Meeting News

Checkpoint inhibitors do not increase likelihood of fast lung cancer progression

Anti-PD-L1 therapy did not appear to be specifically associated with rapid tumor progression compared with chemotherapy among patients with non-small-cell lung cancer, according to an analysis of results from the phase 3 OAK trial presented at European Society for Medical Oncology Immuno-Oncology Congress.

“Hyperprogressive disease, characterized by a rapid increase in tumor growth rate, has been recently reported in patients treated with checkpoint inhibitor monotherapy and requires evaluation of pretreatment tumor growth rates,” David R. Gandara, MD, director of the thoracic oncology program at UC Davis Comprehensive Cancer Center, and colleagues wrote. “Hyperprogressive disease is rare and has been associated with older age, EGFR mutation and poor OS.”

Gandara and colleagues evaluated fast disease progression among patients in the OAK trial who were treated with the anti-PD-L1 monoclonal antibody atezolizumab (Tecentriq, Genentech) or docetaxel in the second- and third-line settings. Researchers defined fast progression as an increase of at least 50% in the sum of the longest diameters (SLD) of tumors from baseline to initial evaluation at 6 weeks, or death due to progressive disease within 12 weeks without a post-treatment scan.

A similar proportion of patients met criteria for fast progression in the atezolizumab (10.4%; n = 44) and docetaxel (9.6%; n = 41) groups. The groups had similar baseline characteristics, although the atezolizumab group included more men (73% vs. 51%) and nonsmokers (20% vs. 10%) and fewer patients who had failed prior treatments (31% vs. 44%).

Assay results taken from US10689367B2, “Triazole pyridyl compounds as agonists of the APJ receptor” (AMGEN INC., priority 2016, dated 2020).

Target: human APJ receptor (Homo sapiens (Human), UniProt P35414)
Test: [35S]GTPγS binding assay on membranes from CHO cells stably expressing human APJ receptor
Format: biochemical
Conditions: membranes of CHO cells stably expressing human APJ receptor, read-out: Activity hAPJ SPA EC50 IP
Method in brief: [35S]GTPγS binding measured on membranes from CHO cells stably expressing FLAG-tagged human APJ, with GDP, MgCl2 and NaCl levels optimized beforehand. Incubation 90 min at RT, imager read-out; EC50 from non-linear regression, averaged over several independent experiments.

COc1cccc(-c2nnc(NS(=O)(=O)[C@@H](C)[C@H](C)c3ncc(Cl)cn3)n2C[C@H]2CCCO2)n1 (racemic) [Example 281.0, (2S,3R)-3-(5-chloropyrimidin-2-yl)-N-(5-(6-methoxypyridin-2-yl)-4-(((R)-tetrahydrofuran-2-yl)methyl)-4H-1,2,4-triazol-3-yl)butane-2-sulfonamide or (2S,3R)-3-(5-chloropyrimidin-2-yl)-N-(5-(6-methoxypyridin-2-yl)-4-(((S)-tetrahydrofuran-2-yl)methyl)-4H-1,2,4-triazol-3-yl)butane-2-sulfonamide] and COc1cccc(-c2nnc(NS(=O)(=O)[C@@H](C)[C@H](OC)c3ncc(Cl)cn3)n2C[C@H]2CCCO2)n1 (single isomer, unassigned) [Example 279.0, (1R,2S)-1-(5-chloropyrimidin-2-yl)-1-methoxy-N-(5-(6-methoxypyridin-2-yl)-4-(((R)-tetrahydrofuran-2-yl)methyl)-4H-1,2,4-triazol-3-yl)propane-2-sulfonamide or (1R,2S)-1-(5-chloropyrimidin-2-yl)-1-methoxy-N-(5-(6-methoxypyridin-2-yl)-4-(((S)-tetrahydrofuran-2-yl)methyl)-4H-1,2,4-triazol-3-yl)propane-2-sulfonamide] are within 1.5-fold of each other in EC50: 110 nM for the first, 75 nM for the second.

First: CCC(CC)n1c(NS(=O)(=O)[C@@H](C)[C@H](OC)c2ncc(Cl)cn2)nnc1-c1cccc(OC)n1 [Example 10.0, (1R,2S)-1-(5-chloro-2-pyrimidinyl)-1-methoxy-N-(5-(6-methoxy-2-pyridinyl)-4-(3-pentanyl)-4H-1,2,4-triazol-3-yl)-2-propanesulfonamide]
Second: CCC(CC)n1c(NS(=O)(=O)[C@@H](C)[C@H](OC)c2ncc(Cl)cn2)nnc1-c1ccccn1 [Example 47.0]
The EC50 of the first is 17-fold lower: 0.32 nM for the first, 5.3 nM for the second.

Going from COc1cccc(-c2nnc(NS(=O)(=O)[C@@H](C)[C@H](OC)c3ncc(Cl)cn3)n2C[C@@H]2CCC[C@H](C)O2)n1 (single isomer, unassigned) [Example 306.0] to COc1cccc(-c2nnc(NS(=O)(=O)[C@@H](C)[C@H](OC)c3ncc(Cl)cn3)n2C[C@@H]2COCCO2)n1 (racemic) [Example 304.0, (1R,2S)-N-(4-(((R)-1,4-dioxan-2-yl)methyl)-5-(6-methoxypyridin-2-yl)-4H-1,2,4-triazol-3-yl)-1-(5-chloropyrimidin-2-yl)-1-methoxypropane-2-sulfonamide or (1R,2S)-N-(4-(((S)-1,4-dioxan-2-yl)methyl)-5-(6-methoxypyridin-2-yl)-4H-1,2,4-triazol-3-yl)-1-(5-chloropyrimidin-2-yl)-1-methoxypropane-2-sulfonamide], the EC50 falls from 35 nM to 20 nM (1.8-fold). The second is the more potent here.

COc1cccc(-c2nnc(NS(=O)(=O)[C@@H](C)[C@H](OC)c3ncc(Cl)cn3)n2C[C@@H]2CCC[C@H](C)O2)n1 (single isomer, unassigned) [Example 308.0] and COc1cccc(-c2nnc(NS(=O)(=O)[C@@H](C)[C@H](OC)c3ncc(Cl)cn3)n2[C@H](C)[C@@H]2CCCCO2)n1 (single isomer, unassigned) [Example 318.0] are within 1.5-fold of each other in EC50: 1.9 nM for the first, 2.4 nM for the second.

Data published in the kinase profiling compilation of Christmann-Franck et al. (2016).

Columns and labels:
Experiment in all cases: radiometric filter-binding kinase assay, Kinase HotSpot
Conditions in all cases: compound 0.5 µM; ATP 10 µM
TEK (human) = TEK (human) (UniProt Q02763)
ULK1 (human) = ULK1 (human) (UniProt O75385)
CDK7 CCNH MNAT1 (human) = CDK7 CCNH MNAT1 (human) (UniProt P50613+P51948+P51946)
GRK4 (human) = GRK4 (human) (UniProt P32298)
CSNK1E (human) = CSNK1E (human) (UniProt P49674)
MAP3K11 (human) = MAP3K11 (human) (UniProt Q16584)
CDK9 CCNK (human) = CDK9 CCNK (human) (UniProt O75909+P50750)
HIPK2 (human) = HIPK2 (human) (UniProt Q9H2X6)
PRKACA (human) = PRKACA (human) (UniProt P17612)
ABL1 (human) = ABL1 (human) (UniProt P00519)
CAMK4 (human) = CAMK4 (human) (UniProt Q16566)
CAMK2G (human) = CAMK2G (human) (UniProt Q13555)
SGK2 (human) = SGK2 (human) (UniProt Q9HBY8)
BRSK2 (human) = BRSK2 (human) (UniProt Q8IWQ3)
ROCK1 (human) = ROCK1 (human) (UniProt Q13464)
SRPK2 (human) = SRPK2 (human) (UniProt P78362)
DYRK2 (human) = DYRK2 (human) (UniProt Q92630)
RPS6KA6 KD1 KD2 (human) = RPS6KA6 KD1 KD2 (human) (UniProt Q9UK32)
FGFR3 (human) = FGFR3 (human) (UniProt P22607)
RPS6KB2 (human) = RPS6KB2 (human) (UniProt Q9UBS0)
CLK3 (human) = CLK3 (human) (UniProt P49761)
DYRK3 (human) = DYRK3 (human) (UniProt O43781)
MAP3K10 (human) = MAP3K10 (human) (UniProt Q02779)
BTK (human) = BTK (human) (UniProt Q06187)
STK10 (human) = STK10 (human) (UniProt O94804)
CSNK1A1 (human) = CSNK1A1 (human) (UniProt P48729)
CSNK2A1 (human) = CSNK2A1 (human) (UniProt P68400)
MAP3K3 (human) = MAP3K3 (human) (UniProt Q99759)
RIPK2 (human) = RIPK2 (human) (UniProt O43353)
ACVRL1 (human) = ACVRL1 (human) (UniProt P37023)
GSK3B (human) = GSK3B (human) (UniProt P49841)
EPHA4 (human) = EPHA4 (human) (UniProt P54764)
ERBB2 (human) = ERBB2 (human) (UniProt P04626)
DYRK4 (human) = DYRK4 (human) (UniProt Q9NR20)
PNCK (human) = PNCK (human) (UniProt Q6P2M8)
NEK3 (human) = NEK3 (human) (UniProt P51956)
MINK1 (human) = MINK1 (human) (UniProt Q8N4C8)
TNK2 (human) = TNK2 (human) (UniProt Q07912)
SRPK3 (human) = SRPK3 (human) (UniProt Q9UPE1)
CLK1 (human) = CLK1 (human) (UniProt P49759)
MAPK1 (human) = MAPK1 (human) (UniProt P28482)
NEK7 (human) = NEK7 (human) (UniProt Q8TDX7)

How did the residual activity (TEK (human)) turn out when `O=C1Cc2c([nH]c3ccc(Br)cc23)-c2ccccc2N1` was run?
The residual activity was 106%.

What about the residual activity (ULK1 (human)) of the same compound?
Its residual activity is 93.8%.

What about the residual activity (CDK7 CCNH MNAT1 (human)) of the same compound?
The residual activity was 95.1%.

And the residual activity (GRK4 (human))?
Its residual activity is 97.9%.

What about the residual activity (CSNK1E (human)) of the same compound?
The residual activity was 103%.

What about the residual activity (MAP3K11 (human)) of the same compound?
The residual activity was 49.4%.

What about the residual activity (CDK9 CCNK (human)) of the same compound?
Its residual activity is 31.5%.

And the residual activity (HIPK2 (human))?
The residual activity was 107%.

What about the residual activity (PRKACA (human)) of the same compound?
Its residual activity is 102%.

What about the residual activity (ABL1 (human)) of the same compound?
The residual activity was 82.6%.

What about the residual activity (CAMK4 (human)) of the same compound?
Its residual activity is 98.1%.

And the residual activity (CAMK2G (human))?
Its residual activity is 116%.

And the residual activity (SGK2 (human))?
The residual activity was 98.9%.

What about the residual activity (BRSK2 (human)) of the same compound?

Among those with baseline indicators for fast progression, investigators assessed OS based on certain baseline characteristics, including early previous treatment failure (31% of atezolizumab group vs. 44% of docetaxel group), lactose dehydrogenase of at least 225 units/mL (55% vs. 51%), SLD of at least 80 mm (48% vs. 44%), and three or more metastatic sites (73% vs. 68%).

Researchers observed superior median OS with atezolizumab vs. docetaxel across all subgroups, including among patients with early prior treatment progression (8.9 months vs. 6.2 months), high lactose dehydrogenase (11 months vs. 8.9 months), high SLD (9.4 months vs. 6.9 months), and three or more metastatic locations (11.7 months vs. 8.6 months).

Because nearly equal proportions of patients in each treatment arm experienced fast progression, these results suggest that suggesting that rapid post-baseline progression is not specific to atezolizumab or anti–PD-L1 therapy in general, according to the researchers.

Additional study is required to understand the underlying biological mechanisms of why certain patients experience tumor growth acceleration, as well as consistent means to measure this phenomenon, especially in the era of combination checkpoint therapies, they added. – by Jennifer Byrne

Reference:

Gandara DR, et al. Abstract LBA1. Presented at: ESMO Immuno-Oncology Congress; Dec. 13-16, 2018; Geneva.

Disclosures : Gandara reports consultant/advisory roles with AstraZeneca, Genentech and Merck, research funding from Genentech, and parent study support and editorial support funding from F. Hoffman-La Roche. Please see the abstract for all other authors’ relevant financial disclosures.